A huge earthquake triggers a unforgiving tsunami in Japan.
Today's earthquake in Japan was the largest in Japan's history and measured a massive 8.9 magnitude. It happened 120km off the Japanese coastline and has caused a major tsunami causing extensive damage in Japan.
The Japanese media state that hundred's of people have died. The quake, recorded at 1415 local time (0546 GMT) caused an initial wave of around four metres in height and hit the north eastern coastline at the Miyagi prefecture within minutes.
"People were under their desks shouting and screaming" said one eyewitness.
The capital of the region, Sendai, was hit by the wall of water, with pictures showing the water completely engulfing the city airport and people seen racing to the roof.
Pictures showed the waters moving across the country taking buildings and moving traffic along with it. Aftershocks as high as 7.1 magnitude continued in the immediate aftermath raising fears of yet more tsunamis.
The Pacific Tsunami Warning Centre in Hawaii issued a tsunami warning for the entire Pacific basin, including Russia, Taiwan, the Philippines, Indonesia, Papua New Guinea, Australia, New Zealand, Fiji, Mexico, Guatemala, El Salvador, Costa Rica, Nicaragua, Panama, Honduras, Chile, Ecuador, Colombia and Peru.
Eyewitness: "buildings were visibly swaying"
Anthony Walker was at work in Tokyo when the quake struck. He told Channel 4 News: "I was on the sixth floor of a building in central Tokyo near the Imperial Palace having a normal day up until that point. We have an office of about 30-40 people and at first it felt like a standard earthquake like we have had over the last few days.
"However this time it continued to build to the point where everyone rushed to the exit. On the way down the stairs we were all clinging to the handrails to try and avoid falling down and outside it was possible to see the buildings visibly swaying.
"I have been in Japan for six years and this was far beyond anything I have experienced, particularly in terms of length and aggression."
Another eyewitness Chris Kimber, who is in Tokyo told Channel 4 News what he could see from his flat in Tokyo: "Out of my window I can see buildings and factories on fire, at first I thought my flat was on fire as I was returning from work.
"We get quakes all the time but the one today was really strong, people were under their desks shouting and screaming and the Japanese people in the office said it was the worst they have ever seen. It lasted probably a minute to 90 seconds and then there were some really strong after-shocks following that.
It is almost a thousand times more powerful that the recent earthquake in New Zealand Prof Bob Holdsworth
"I am now at home and I live quite high up, on the 40th floor and the building is still shaking. The advice I am getting though is to stay indoors as my building is safe."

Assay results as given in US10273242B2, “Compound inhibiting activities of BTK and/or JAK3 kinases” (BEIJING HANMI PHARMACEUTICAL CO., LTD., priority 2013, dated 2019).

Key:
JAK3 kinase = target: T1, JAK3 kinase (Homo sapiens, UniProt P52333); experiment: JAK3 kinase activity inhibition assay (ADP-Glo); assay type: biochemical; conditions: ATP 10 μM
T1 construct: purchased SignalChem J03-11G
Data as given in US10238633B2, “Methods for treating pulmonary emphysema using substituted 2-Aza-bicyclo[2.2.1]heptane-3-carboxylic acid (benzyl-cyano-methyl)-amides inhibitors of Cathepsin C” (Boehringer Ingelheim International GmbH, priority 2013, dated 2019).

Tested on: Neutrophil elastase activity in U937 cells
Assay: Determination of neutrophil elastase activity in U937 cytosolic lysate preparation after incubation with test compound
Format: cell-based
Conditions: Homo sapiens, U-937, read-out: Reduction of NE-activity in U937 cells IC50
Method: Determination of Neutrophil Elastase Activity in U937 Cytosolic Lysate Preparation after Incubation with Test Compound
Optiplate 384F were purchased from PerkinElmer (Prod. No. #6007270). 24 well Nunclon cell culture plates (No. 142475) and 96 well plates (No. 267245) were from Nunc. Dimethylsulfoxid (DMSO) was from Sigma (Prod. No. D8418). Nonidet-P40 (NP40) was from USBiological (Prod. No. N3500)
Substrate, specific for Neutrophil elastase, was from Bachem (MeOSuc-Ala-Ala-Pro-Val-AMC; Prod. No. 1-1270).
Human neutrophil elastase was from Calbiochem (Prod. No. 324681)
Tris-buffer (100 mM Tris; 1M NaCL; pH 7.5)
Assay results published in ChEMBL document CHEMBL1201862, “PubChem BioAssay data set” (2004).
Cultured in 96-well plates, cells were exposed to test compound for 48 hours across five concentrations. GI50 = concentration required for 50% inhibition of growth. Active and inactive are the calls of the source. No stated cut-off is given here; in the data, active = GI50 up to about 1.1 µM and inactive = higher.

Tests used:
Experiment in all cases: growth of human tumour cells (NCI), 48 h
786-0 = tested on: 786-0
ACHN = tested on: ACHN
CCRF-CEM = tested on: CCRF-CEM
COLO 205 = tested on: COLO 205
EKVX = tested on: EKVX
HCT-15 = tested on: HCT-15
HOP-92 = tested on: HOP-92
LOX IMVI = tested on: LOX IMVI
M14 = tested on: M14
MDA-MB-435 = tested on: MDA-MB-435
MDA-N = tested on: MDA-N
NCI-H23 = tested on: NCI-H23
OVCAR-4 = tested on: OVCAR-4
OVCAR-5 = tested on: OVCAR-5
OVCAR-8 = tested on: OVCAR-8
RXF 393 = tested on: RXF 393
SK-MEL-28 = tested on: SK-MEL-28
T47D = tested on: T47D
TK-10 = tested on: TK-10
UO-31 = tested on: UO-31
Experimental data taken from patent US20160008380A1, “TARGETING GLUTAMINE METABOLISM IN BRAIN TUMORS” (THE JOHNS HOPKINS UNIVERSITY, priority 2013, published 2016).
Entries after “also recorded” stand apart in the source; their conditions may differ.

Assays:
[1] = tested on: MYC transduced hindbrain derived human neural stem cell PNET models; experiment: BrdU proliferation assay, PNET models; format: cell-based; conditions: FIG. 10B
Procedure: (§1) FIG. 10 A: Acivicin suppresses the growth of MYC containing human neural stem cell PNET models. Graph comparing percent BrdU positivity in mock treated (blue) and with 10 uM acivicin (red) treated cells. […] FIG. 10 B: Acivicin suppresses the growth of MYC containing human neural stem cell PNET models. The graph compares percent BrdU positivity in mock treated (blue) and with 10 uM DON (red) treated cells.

Dan Pratt, a teacher in Inzaimakinohara east of Tokyo told Channel 4 News: "The room moved off centre by about a foot in each direction. Lots of books fell off the shelf and in my wife's shop all the booze came crashing down. It lasted for ages."
Outside it was possible to see the buildings visibly swaying eyewitness Anthony Walker
The shocks felt in Tokyo hit in the mid-afternoon and live pictures showed a high rise business building ablaze in the Odaiba. The magnitude of the quake was so great that it was felt as far away as Beijing in China, 1500 miles away.
The Red Cross and Red Crescent societies have said the wave is currently higher than some Pacific islands which it could wash over.
Japan quake: "1,000 times stronger than New Zealand quake"
Bob Holdsworth, professor of structural geology, in the department of earth sciences at Durham University said: "The magnitude of this event is staggering: it is almost a thousand times more powerful that the recent Christchurch earthquake in New Zealand and nearly one hundred times more powerful that the 2010 Haiti earthquake.
"It is slightly smaller than the Sumatra earthquake of 2004, a magnitude 9.1 event. These last two events combined killed over 500,000 people."
Japan's government has said a cooling function at Tokyo Electric Power's 9501.T Fukushima Daiichi nuclear plant was not working after a major earthquake but that it was trying to get backup power for cooling.
The government has declared an emergency situation as a precaution but there was no radioactive leakage and no damage from the cooling problem was expected at this stage, Chief Cabinet Secretary Yukio Edano told a news conference.
In a statement, the Japanese Prime Minister, Naoto Kan, said he was heading up an emergency disaster response headquarters, which had been set up to deal with the aftermath.
He asked the Japanese people to remain vigilant and calm, and to stay tuned to radio and TV reports.
Mr Kan said some nuclear power plants had stopped operating automatically and no radioactive leaks had been confirmed so far. The International Atomic Energy Agency (IAEA) confirmed this, and said it was seeking information on nuclear power plants in other countries which could be affected.
Stock market to open as usual on Monday
Tokyo stock exchange said it planned to open for trading in stocks and bonds as usual on Monday.
"As long as there are no major changes to the situation over the weekend, and if there's no physical damage to the (trading) system, we will resume trade as usual on Monday," said a spokesman for the bourse.
The quake triggered a late sell-off however, with the benchmark Nikkei average closing down 1.7 per cent.